Beware the power of the written word....
Whovian BFFs Molly Murphy and Glory Jackson are about to have their worlds flipped upside down.
Molly's father died when she was 10 years old. Since then he's visited her in eerie recurring dreams, telling her she has "a power". Besides wanting her father back, Molly wants to be a writer. A scathing rebuke from her mother finally pushes her to try at age 21. Her first attempt is a passive-aggressive blurb about her awful neighbor. The only problem is - it comes true.
Scared and guilt ridden, Molly nearly swears off writing. Now she understands what her father meant by "a power", but she doesn't know why or how it is happening. Molly can't resist the temptation to explore her abilities, but she must be more careful. Something sinister has begun haunting her bedroom, and she suspects a connection.
Molly and her roommate, Glory, explore the implications of such life-changing power while drinking wine and learning how to be adults in the suburbs of Houston, Texas. The sinister presence isn't enough to dissuade Molly from writing, but it's sure got her worried. Some people only learn the hard way.
Narration was ok, but the story sounded as though it was written by a 13 year old wishing she could be a grown-up, and wrote about all the things she wished would happen.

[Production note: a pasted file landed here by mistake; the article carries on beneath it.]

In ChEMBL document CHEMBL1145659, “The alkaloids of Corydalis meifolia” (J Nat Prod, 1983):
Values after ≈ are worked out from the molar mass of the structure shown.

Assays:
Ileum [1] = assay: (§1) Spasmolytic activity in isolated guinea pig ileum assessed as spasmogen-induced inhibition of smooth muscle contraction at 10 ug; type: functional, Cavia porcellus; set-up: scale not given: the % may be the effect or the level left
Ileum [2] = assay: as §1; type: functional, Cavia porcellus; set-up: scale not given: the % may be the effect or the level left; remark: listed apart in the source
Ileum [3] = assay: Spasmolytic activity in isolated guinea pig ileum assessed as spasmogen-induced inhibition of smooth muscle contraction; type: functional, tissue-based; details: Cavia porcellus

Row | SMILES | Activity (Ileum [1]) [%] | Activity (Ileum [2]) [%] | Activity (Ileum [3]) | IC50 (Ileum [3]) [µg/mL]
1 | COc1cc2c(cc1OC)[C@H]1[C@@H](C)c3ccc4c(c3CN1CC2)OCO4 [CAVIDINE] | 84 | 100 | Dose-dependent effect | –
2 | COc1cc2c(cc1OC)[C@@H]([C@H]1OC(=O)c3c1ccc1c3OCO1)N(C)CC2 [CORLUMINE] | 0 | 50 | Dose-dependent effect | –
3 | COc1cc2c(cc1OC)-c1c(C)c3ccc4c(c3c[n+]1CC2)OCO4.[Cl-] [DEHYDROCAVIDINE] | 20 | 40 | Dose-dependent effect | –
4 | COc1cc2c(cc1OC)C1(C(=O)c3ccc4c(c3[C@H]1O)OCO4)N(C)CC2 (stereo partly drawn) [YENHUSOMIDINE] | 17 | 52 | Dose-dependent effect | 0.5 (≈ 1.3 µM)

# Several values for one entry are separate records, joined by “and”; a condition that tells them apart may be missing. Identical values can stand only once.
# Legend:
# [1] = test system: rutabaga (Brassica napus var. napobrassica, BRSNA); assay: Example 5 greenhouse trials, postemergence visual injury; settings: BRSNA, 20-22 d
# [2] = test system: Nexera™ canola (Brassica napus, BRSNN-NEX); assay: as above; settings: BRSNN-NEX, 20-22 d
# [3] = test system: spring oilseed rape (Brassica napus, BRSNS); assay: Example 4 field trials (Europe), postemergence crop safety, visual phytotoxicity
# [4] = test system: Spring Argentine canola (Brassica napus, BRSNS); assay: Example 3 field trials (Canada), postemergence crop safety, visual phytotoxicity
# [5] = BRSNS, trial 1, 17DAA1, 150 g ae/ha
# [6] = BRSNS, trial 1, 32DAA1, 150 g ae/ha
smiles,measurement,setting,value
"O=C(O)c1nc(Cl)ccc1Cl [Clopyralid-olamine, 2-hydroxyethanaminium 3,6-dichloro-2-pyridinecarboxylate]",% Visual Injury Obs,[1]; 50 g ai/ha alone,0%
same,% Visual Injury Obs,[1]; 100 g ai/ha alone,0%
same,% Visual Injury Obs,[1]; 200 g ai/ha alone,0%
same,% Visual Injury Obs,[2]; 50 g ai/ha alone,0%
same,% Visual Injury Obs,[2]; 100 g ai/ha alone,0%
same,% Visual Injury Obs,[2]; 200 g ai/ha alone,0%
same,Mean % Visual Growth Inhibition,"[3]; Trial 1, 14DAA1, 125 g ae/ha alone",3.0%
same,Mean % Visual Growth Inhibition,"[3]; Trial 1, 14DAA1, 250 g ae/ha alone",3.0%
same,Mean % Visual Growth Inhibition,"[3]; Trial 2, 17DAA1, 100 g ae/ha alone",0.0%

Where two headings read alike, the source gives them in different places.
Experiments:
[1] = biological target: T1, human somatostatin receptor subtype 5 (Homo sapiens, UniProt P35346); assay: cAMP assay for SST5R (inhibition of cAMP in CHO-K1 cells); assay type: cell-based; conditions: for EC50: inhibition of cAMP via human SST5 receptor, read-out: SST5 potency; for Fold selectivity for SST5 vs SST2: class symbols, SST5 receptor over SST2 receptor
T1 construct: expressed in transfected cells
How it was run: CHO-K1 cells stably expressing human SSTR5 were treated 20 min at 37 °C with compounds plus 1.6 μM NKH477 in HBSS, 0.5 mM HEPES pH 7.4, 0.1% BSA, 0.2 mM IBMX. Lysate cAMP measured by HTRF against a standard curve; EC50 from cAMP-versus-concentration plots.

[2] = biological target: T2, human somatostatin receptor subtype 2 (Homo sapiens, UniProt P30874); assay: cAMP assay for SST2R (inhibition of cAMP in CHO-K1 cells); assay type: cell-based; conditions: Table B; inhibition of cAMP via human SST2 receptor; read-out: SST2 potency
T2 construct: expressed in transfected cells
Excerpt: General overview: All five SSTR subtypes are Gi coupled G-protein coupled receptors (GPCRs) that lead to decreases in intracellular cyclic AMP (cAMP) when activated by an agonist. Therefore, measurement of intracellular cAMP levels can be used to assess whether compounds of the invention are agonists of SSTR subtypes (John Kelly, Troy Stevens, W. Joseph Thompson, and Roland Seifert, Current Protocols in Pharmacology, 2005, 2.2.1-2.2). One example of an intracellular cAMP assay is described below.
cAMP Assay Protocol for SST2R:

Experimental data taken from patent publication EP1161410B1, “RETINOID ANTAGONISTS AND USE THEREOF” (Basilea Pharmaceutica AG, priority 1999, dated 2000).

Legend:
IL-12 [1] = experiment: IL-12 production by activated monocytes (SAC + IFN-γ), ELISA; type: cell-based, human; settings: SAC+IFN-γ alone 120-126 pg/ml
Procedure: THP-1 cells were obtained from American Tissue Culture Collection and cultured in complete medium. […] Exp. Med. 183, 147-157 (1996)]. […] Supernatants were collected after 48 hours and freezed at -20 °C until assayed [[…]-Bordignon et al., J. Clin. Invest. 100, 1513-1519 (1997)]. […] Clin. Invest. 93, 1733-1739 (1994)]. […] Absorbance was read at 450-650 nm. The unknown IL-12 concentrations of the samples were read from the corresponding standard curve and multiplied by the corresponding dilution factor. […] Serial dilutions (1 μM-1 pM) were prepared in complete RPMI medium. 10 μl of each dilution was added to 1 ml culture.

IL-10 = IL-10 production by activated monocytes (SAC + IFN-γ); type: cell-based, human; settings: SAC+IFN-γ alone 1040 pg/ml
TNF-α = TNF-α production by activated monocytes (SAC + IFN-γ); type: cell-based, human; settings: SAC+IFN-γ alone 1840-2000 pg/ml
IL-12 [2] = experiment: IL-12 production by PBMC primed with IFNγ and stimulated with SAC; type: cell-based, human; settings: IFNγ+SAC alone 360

The premise it was based on should have had promise, but there was no follow through in the weak storyline and one dimensional characters.
The best thing about this book is that I got it for free. I had a coupon for $10.00 and gave it a try. That was my mistake. I liked the fact that this book was set in Houston and was about the fae. It went downhill from there. As I listened to the book, I kept waiting for something to happen. But nothing ever did. April Adams spent over half of this book trying to set the scene and develop the characters. In doing so, there was a huge buildup and an anticlimatic ending. The lead character Molly and her roommate Glory were like high school teenagers living alone. As a matter of fact, the entire story is more fitting for young adults. I won't be buying the next book, if there is one.
1 of 2 people found this review helpful